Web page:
ENTERTAINMENT
November 29, 2014 | By Monica Peters, For The Inquirer
Get ready to boogie this weekend when the Hip Hop Fundamentals dance troupe performs and instructs at the Please Touch Museum. Learn about the history of hip-hop while dancing and grooving. You'll also learn about dance styles including break dancing. The troupe uses hip-hop as a vehicle to teach academics and break dancing to inspire positive change in youth.   Hip Hop Fundamentals, noon and 2 p.m. Friday, Saturday, and Sunday at Please Touch Museum, Memorial Hall, Fairmount Park, 4231 Avenue of the Republic.
NEWS
November 23, 2014 | By Stephan Salisbury, Inquirer Staff Writer
Frank Gehry and a half-billion-dollar expansion project may have commanded attention at the Philadelphia Museum of Art, but K-pop dance parties are really where it's at. Five years into his tenure as director, Timothy Rub is steering the great neoclassical temple at the end of the Benjamin Franklin Parkway directly into the swirl of newness where the museum's future unquestionably lies: untapped audiences, previously neglected populations, generations...
NEWS
November 10, 2014 | By Amy S. Rosenberg, Inquirer Staff Writer
TRENTON - Of all the domestic secrets someone might contemplate finding in an upstairs back room deep in Trenton these days, aprons are probably the least sexy. Well, except maybe for the black lace one with a wide slit up the middle. But the aprons displayed in the unexpectedly compelling Trenton City Museum in the meticulously restored Ellarslie Mansion nestled in the transcendently lovely Frederick Law Olmsted-designed Cadwalader Park tell a fetching tale nonetheless. As the saying goes, Trenton makes - and apparently wore aprons while doing it. "The Ties That Bind," a new exhibit at the all-too-overlooked Trenton City Museum makes a case for aprons as markers of an American history as distinctive as the cannons on display nearby.
NEWS
November 4, 2014 | By David O'Reilly, Inquirer Staff Writer
There's a river flowing through Burlington County's new history museum, and it's populated by Lenni-Lenape Indians, escaped slaves, saber-toothed tigers, sawmill owners, steamboat captains - even mastodons. It is the Rancocas Creek: the county's largest interior river, and the subject of a surprise-filled exhibit at the Lyceum of History and Natural Sciences in Mount Holly. The county acquired and renamed the stately but struggling Mount Holly Library last year for just such free programming, co-curator Marisa Bozarth said on a tour last week.
NEWS
October 31, 2014 | By Elizabeth Wellington, Inquirer Fashion Writer
Jewelry lovers might want to make time this weekend to visit the University of Pennsylvania's Museum of Archaeology and Anthropology. As part of the 127-year-old museum's fund-raising efforts, it's hosting "Treasures," a four-day baublefest starting Thursday that features a private reception, talks with jewelry historians, and fall fashion advice from local stylists. In addition, 26 jewelry designers will be selling handmade, one-of-a-kind accessories to shoppers with a sweet spot for frippery.
ENTERTAINMENT
October 23, 2014 | By Catherine Laughlin, For The Inquirer
Maybe you noticed all those kids entering the museum while you were on your way out, or perhaps got firsthand experience schlepping and sleeping there with your own son's Boy Scout group. Indeed, pitching makeshift campsites beside a mythical Sphinx, a limp-armed T. rex , or a pulsating heart has been popular for the last 10 years, especially since the Night at the Museum film franchise widened appeal. (The third will be released in December.) But it's almost always been a thing just for kids - until now. In response to adults clamoring for a turn to pack their own toothbrushes, don eye masks, and catch some Z's, museum directors in local landmarks looking for more exposure are holding adult sleepovers, a trend that seems to be gaining ground.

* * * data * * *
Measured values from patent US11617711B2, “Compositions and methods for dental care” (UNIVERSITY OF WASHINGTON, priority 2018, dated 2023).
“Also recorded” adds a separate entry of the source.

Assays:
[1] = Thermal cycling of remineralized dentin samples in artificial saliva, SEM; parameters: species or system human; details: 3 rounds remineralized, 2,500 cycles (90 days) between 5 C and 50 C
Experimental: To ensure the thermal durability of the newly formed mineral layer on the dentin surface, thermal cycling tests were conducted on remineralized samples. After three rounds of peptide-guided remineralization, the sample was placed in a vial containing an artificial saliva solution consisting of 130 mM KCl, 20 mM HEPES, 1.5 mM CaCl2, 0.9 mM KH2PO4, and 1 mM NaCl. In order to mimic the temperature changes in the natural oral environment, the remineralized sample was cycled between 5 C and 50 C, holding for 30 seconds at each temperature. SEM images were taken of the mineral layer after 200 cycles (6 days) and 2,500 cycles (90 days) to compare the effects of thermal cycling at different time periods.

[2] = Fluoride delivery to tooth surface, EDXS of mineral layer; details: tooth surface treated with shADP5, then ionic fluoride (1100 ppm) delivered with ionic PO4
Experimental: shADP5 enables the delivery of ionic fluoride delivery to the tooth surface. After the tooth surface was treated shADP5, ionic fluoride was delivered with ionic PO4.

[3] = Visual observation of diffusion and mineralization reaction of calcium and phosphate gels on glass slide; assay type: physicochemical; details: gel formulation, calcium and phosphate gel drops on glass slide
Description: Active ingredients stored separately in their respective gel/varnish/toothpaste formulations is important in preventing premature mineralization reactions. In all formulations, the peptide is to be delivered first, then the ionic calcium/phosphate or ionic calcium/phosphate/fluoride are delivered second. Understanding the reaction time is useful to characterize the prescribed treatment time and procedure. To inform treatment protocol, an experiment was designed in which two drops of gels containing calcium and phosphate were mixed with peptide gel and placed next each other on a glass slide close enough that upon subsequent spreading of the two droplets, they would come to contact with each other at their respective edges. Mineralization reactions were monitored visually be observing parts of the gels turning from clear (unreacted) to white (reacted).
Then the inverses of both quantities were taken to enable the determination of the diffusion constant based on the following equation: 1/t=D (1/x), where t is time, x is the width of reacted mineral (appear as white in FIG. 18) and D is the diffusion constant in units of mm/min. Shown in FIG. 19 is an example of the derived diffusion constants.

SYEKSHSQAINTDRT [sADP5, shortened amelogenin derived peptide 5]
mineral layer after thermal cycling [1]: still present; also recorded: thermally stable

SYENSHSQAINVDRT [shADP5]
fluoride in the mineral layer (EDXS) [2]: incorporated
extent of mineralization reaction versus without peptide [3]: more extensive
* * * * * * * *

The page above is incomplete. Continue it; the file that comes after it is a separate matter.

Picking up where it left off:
NEWS
October 15, 2014 | By Stephan Salisbury, Inquirer Staff Writer
No punches are pulled on the top floor of the African American Museum in Philadelphia. No blinking. No turning away. Greeting the visitor are 15 life-size cement figures shackled together. Bits of twine, fabric, and stick weave through their stony skin. Men, women, and children are bound together, chained to a wooden pallet - goods ready for shipment. Visitors can wander through the silence of sculptor Stephen Hayes' installation, Cash Crop , listening to the unspoken but very visible history of slavery filling the gallery.
NEWS
October 14, 2014
J OSH GOLDBLUM, 37, of Center City, is founder and CEO of Bluecadet, a digital-design firm that works with museums, universities and nonprofits to create websites, mobile apps and interactive installations. Goldblum, who grew up in Abington, founded Bluecadet in 2007. Recently, the Greater Philadelphia Chamber of Commerce named him its Small Business Person of the Year for 2015. Q: How'd you come up with the idea for Bluecadet? A: I was a technical designer at the Smithsonian American Art Museum, and later I collaborated with other museums and freelanced.
NEWS
October 11, 2014 | By Stephan Salisbury, Inquirer Staff Writer
An array of politicians, benefactors, and nonprofit leaders gathered Thursday morning beneath a vast party tent beside a very deep hole along South Third Street to celebrate the symbolic groundbreaking of the Museum of the American Revolution. When the deep hole is filled and the $119 million building opens in two years, it will be, officials believe, the nation's first museum to tell the whole story of the American Revolution - from the disgruntled grumbling over British taxes in the 1760s through the desperate days of the Continental Army in the 1770s and on to eventual independence in the 1780s.